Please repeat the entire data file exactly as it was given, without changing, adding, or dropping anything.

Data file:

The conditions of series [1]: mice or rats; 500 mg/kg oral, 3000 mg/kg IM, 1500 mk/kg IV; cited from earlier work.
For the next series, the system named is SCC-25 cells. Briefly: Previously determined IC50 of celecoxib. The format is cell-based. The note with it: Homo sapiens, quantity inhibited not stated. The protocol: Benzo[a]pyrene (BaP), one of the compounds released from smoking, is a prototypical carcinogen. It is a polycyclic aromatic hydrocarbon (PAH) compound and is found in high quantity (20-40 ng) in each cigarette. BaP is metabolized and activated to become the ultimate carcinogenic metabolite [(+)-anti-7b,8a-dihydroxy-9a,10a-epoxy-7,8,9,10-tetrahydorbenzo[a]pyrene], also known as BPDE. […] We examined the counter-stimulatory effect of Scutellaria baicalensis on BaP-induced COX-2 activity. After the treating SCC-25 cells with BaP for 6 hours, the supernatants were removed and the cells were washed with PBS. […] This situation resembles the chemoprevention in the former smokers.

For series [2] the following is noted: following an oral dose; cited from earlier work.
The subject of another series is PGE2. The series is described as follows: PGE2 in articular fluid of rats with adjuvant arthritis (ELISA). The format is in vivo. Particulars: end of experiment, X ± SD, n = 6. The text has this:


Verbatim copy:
The conditions of series [1]: mice or rats; 500 mg/kg oral, 3000 mg/kg IM, 1500 mk/kg IV; cited from earlier work.
For the next series, the system named is SCC-25 cells. Briefly: Previously determined IC50 of celecoxib. The format is cell-based. The note with it: Homo sapiens, quantity inhibited not stated. The protocol: Benzo[a]pyrene (BaP), one of the compounds released from smoking, is a prototypical carcinogen. It is a polycyclic aromatic hydrocarbon (PAH) compound and is found in high quantity (20-40 ng) in each cigarette. BaP is metabolized and activated to become the ultimate carcinogenic metabolite [(+)-anti-7b,8a-dihydroxy-9a,10a-epoxy-7,8,9,10-tetrahydorbenzo[a]pyrene], also known as BPDE. […] We examined the counter-stimulatory effect of Scutellaria baicalensis on BaP-induced COX-2 activity. After the treating SCC-25 cells with BaP for 6 hours, the supernatants were removed and the cells were washed with PBS. […] This situation resembles the chemoprevention in the former smokers.

For series [2] the following is noted: following an oral dose; cited from earlier work.
The subject of another series is PGE2. The series is described as follows: PGE2 in articular fluid of rats with adjuvant arthritis (ELISA). The format is in vivo. Particulars: end of experiment, X ± SD, n = 6. The text has this: